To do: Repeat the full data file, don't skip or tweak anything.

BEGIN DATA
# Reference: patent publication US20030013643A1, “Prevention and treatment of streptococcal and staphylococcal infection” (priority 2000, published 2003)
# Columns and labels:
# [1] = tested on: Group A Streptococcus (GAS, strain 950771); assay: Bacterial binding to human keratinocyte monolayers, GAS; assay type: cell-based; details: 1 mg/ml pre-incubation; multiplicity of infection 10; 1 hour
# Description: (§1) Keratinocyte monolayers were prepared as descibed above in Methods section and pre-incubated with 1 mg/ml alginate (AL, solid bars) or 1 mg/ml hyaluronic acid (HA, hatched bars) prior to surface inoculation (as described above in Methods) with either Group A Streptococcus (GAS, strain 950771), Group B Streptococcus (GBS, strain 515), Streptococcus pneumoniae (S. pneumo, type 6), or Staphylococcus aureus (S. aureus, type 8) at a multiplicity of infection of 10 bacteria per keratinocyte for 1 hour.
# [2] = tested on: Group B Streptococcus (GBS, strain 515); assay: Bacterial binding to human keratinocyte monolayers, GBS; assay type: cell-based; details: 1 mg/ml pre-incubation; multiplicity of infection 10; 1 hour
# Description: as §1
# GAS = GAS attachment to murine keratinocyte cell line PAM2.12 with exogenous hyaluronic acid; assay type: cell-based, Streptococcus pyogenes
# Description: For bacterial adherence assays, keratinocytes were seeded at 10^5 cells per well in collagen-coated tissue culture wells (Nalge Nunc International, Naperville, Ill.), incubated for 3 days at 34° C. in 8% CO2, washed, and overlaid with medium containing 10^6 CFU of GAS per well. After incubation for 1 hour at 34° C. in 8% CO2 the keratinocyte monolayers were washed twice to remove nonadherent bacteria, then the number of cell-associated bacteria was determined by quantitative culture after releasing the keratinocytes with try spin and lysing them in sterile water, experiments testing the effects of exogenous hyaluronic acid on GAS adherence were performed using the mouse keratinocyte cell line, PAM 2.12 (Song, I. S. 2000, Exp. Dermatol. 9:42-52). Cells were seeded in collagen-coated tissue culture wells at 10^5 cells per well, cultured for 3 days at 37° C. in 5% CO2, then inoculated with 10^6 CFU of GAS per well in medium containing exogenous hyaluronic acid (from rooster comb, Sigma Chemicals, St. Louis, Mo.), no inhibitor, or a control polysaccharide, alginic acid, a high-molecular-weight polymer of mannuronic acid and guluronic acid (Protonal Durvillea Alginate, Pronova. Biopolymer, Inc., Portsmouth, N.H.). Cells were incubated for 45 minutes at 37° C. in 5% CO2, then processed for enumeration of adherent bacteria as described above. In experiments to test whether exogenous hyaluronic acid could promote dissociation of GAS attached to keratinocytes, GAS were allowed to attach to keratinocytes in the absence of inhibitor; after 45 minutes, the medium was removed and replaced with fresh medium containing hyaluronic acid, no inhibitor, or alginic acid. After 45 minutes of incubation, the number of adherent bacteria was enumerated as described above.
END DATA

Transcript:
# Reference: patent publication US20030013643A1, “Prevention and treatment of streptococcal and staphylococcal infection” (priority 2000, published 2003)
# Columns and labels:
# [1] = tested on: Group A Streptococcus (GAS, strain 950771); assay: Bacterial binding to human keratinocyte monolayers, GAS; assay type: cell-based; details: 1 mg/ml pre-incubation; multiplicity of infection 10; 1 hour
# Description: (§1) Keratinocyte monolayers were prepared as descibed above in Methods section and pre-incubated with 1 mg/ml alginate (AL, solid bars) or 1 mg/ml hyaluronic acid (HA, hatched bars) prior to surface inoculation (as described above in Methods) with either Group A Streptococcus (GAS, strain 950771), Group B Streptococcus (GBS, strain 515), Streptococcus pneumoniae (S. pneumo, type 6), or Staphylococcus aureus (S. aureus, type 8) at a multiplicity of infection of 10 bacteria per keratinocyte for 1 hour.
# [2] = tested on: Group B Streptococcus (GBS, strain 515); assay: Bacterial binding to human keratinocyte monolayers, GBS; assay type: cell-based; details: 1 mg/ml pre-incubation; multiplicity of infection 10; 1 hour
# Description: as §1
# GAS = GAS attachment to murine keratinocyte cell line PAM2.12 with exogenous hyaluronic acid; assay type: cell-based, Streptococcus pyogenes
# Description: For bacterial adherence assays, keratinocytes were seeded at 10^5 cells per well in collagen-coated tissue culture wells (Nalge Nunc International, Naperville, Ill.), incubated for 3 days at 34° C. in 8% CO2, washed, and overlaid with medium containing 10^6 CFU of GAS per well. After incubation for 1 hour at 34° C. in 8% CO2 the keratinocyte monolayers were washed twice to remove nonadherent bacteria, then the number of cell-associated bacteria was determined by quantitative culture after releasing the keratinocytes with try spin and lysing them in sterile water, experiments testing the effects of exogenous hyaluronic acid on GAS adherence were performed using the mouse keratinocyte cell line, PAM 2.12 (Song, I. S. 2000, Exp. Dermatol. 9:42-52). Cells were seeded in collagen-coated tissue culture wells at 10^5 cells per well, cultured for 3 days at 37° C. in 5% CO2, then inoculated with 10^6 CFU of GAS per well in medium containing exogenous hyaluronic acid (from rooster comb, Sigma Chemicals, St. Louis, Mo.), no inhibitor, or a control polysaccharide, alginic acid, a high-molecular-weight polymer of mannuronic acid and guluronic acid (Protonal Durvillea Alginate, Pronova. Biopolymer, Inc., Portsmouth, N.H.). Cells were incubated for 45 minutes at 37° C. in 5% CO2, then processed for enumeration of adherent bacteria as described above. In experiments to test whether exogenous hyaluronic acid could promote dissociation of GAS attached to keratinocytes, GAS were allowed to attach to keratinocytes in the absence of inhibitor; after 45 minutes, the medium was removed and replaced with fresh medium containing hyaluronic acid, no inhibitor, or alginic acid. After 45 minutes of incubation, the number of adherent bacteria was enumerated as described above.